The Symphony in F was Bax’s earliest attempt at writing a piece in this form, preceding the completion of his first official symphony by fifteen years, and is his longest composition apart from the unorchestrated ballet Tamara. The work is referred to in Farewell, my Youth (pp. 37–8 of the first edition), in the chapter describing Bax’s second visit to Dresden in Saxony during the first three months of 1907, when he was twenty-three years old: ‘I was engaged upon a colossal symphony which would have occupied quite an hour in performance, were such a cloud-cuckoo dream to become an actuality. (Happily, it never has!).’ In March, after completing Fatherland (tenor, chorus and orchestra) and the song ‘The Fiddler of Dooney’ (W. B. Yeats), Bax left Dresden with ‘a tall, calm-eyed Scandinavian girl’ (identified by Bax’s sister, Evelyn, as Dorothy Pyman), and the short (or piano) score of this symphony was finished a few weeks later, on 3 April. Although the work appeared in early lists of Bax’s music, such as the 1914 edition of Grove’s Dictionary (as ‘Symphony in F minor and major’), the composer never orchestrated the work, and after his death the manuscripts of the first two movements were given by Harriet Cohen to Colin Scott-Sutherland, while the third and fourth movements were handed to Professor Aloys Fleischmann, to be kept in the Bax Memorial Room, University College Cork, which was opened by Vaughan Williams in 1955. When the Memorial Room was denuded of its Bax material in the 1980s, the two movements were re-housed in the college’s Boole Library, and later on Mr Scott-Sutherland sold his manuscripts to the library in order that all four movements of the symphony could again be kept together.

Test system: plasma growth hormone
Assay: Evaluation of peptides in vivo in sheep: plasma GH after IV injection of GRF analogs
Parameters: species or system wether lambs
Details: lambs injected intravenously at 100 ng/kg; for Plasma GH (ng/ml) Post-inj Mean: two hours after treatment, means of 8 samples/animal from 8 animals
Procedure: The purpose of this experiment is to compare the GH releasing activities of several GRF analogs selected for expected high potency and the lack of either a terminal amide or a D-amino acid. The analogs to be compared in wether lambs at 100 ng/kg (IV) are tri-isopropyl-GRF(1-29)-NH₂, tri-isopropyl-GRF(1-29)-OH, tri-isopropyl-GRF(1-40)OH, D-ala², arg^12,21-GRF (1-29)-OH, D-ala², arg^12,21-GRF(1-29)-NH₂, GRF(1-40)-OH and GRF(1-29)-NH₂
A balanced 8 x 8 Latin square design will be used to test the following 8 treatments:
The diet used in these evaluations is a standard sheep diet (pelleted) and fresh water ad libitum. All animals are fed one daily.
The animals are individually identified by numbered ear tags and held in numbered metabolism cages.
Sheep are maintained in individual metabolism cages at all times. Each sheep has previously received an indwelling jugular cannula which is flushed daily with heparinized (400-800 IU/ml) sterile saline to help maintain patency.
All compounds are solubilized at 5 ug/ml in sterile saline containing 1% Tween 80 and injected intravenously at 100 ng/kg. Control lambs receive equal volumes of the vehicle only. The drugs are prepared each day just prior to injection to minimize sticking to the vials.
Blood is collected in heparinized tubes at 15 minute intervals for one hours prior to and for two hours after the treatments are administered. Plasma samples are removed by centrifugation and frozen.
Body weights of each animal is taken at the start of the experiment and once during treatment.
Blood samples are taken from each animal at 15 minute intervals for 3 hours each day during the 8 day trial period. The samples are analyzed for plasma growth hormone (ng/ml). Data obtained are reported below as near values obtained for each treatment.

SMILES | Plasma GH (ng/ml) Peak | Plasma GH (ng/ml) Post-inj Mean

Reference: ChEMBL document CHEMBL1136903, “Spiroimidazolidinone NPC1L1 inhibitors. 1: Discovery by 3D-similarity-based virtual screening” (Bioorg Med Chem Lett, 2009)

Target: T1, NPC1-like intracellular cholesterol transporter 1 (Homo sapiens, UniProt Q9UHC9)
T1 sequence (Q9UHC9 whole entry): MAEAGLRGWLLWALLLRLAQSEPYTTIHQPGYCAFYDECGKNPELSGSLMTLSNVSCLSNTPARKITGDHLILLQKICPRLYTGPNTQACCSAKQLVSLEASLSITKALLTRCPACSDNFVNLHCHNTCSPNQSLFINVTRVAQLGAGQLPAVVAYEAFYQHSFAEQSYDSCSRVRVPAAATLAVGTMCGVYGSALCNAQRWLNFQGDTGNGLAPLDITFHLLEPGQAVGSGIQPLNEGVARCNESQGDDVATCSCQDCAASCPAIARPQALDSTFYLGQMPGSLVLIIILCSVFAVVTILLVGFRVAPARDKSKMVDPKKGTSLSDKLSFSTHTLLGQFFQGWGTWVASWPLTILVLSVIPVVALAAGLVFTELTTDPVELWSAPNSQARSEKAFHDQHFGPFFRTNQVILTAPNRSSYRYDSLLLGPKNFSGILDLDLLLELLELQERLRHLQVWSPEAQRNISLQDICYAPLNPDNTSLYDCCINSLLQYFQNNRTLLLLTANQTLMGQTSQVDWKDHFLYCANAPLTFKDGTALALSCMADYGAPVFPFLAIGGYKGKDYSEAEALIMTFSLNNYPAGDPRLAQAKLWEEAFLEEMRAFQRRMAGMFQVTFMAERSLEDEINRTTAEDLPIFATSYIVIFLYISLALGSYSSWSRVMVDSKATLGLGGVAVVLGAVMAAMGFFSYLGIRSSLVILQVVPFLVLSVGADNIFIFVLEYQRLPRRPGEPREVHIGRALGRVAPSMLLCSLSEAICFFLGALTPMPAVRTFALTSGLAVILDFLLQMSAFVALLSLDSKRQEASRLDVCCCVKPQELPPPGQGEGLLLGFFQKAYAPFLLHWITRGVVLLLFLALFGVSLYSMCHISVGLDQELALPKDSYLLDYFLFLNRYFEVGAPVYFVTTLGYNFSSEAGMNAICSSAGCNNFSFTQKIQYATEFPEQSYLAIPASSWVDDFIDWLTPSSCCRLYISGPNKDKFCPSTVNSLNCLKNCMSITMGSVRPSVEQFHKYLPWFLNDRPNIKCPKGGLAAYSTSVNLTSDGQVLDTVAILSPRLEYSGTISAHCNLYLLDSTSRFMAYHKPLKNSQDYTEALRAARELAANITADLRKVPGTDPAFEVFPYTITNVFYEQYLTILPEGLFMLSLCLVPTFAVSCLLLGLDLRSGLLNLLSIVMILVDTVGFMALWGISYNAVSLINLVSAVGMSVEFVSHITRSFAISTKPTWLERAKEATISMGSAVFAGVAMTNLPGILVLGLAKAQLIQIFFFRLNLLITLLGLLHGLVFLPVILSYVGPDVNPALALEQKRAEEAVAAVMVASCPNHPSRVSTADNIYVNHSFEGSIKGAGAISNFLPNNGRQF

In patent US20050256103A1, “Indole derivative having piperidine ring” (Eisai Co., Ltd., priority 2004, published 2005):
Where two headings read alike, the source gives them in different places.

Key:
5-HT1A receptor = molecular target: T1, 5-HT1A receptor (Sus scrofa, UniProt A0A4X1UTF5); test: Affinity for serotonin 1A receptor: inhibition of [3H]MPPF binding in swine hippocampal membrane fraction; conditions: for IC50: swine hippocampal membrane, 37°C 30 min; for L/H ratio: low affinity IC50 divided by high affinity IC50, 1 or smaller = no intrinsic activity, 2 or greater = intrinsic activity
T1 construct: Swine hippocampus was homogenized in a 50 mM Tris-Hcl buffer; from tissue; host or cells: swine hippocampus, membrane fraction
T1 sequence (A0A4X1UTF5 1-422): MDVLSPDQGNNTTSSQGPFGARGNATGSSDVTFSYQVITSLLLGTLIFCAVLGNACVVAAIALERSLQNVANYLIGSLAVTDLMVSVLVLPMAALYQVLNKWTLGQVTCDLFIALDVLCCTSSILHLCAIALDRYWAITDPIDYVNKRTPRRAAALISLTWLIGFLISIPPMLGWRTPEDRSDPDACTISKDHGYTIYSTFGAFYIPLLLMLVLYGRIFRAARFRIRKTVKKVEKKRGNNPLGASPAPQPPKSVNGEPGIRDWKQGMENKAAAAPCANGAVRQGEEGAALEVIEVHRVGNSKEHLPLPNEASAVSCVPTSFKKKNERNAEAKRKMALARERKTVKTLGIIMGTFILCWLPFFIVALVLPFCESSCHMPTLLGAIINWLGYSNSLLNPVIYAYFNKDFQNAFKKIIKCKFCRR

I have owned a photocopy of the complete piano score for many years, and in 2008 I decided to transcribe it on to Sibelius with a view to seeing whether any of the movements might be worth orchestrating, and a copy of this transcription was later given to Martin Yates. Having studied the score very closely, I came to the conclusion that it would not be worth the time and effort, a decision that I am now glad I made since Yates has done a very much better job than I could have managed. Bax left very few indications of his intended instrumentation in the manuscript, and it may be objected that Yates’s orchestration is much grander and showier than the kind of style that Bax himself would have employed if he had done it himself in 1907, by which time he had written at least six orchestral works, of which only the Variations, Cathaleen-ni-Hoolihan, and A Song of War and Victory are extant; but the result is undeniably striking and effective. Unlike Anthony Payne and Elgar’s Third Symphony, Yates was able to work from a virtually complete piano score, the only missing bits being a few bars in the finale where the left-hand part is blank, though these were easy to fill in. Anyone interested in Bax will be grateful to him for enabling us at long last to hear the work and to understand how it fits in with the development of his musical style at this period of his life, before the tone-poems and symphonies for which he is best known.